For the second straight season Washington National outfielder Bryce Harper heads to the disabled list due to an injury attributed to his aggressive style of play. Last year he missed 31 games following a collision with an outfield wall in Dodgers Stadium. The impact resulted in a severe case of knee bursitis that ultimately required offseason surgery to fix. Now, less than a year later, Harper has gone back under the knife to repair a thumb injury suffered while sliding headfirst into third base.
The debate over the headfirst slide and the feet first slide is one of the oldest in baseball. Made famous by Pete Rose and Rickey Henderson, the general belief is that sliding headfirst is faster. However the scientific community has been unable to reach a definitive answer to this question despite multiple attempts. A study performed in 2002 found no significant difference between the feet-first and headfirst methods. The study was backed up less than a year later with a study focusing primarily on collegiate baseball players. Still others use physics to argue their point, suggesting the headfirst slide is actually faster.
While the advantages of each method remain debated, the inherent risks with each approach are better understood. Bleacher Report’s Will Carroll cites a 2000 study that illustrated the feet first slide leads to nearly twice as many injuries as the headfirst slide. The feet first slide gives the player more control and allows them to avoid contact with the base and any opposing players. This method is not without its risk as the player often creates a rigid, closed chain with each of their lower extremities. Doing so leaves the player vulnerable to ankle, knee, and hip injuries as the get caught on the ground or jammed into the base.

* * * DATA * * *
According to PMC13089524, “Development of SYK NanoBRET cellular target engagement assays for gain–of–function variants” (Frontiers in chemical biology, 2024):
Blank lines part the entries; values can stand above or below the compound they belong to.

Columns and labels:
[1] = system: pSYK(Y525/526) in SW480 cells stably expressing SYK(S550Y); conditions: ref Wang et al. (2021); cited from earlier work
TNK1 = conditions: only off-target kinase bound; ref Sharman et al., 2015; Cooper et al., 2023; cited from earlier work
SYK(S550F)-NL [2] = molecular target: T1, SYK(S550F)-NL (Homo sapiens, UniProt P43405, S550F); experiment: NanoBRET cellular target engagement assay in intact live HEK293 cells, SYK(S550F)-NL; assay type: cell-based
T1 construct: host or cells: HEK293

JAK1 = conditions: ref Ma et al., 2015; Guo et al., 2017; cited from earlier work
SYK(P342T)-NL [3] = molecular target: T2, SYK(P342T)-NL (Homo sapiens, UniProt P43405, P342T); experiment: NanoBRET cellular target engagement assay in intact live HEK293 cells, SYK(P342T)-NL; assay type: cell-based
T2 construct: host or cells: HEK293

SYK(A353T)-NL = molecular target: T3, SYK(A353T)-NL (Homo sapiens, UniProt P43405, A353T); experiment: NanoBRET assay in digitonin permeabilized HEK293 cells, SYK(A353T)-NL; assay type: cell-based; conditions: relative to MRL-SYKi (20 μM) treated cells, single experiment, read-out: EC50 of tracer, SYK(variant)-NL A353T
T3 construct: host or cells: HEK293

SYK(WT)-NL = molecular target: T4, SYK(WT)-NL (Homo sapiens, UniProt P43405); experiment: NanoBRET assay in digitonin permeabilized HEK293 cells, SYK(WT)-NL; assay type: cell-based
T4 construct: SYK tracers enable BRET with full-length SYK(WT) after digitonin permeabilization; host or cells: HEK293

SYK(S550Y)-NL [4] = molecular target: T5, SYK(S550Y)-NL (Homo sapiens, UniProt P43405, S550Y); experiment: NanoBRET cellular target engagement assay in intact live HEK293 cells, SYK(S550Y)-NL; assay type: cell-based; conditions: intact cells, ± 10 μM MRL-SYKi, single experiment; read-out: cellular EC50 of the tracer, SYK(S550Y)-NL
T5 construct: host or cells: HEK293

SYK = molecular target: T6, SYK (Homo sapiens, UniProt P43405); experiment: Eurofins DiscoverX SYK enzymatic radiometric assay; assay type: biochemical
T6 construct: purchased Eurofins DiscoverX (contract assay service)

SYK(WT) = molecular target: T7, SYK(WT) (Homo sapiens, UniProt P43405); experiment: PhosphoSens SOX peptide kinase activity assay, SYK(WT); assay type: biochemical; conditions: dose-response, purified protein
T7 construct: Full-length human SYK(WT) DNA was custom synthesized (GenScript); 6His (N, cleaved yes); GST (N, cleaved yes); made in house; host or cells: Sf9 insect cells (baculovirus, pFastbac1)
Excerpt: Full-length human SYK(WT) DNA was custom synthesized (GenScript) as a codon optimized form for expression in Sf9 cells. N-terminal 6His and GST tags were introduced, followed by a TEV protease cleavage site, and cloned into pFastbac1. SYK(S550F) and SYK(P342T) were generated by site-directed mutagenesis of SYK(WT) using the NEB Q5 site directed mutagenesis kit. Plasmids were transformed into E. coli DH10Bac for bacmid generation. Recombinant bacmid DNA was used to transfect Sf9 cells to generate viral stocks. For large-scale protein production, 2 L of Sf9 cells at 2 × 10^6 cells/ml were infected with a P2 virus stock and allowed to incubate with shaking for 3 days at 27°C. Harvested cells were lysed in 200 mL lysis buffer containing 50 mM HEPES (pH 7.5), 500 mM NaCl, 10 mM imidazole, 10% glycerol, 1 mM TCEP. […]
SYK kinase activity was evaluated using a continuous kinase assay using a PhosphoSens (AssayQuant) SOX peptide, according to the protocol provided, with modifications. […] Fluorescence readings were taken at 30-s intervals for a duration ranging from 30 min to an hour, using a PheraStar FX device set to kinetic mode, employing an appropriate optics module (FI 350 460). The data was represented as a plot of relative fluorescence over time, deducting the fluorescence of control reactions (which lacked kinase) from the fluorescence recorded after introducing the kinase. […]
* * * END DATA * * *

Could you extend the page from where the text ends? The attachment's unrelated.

In a headfirst slide, the player loses control and make themselves susceptible to head or neck injuries. Additionally the player’s fingers and hands are more likely to be injured from being stepped on or hung up on the base. Several players, including Los Angeles Angels outfielder Josh Hamilton and Los Angeles Dodgers outfielder Yasiel Puig have already missed time this year after jamming their thumbs on a base. Cincinnati Reds outfielder Billy Hamilton also suffered a finger injury following a head first slide. Harper now joins the list suffering a complete tear of the ulnar collateral ligament (UCL) in his left thumb.
At the base of the thumb is the metacarpophalangeal (MCP) joint. The MCP joint is stabilized by the UCL at the bottom of the proximal phalanx. The UCL of the thumb should not be confused with the elbow ligament that bares the same name and requires the infamous Tommy John surgery. When torn the UCL is repaired surgically and the affected individual spends the next six-to-eight weeks rehabbing the area. Therapy focuses on range of motion to start before progressing to grip strength. As a result the player is unable to pick up a bat for an extended period of time, though conditioning can be maintained. Upon return, it is common for MLB players to experiences a dip in power as they adjust to gripping and swinging a bat fluidly.
Harper is hoping to be back in July but until then he will continue to field questions about his style of play. His aggressiveness is part of what makes Harper so exciting and such a promising player. However given the risk associated with the headfirst slide, perhaps he can be convinced to reconsider his sliding method.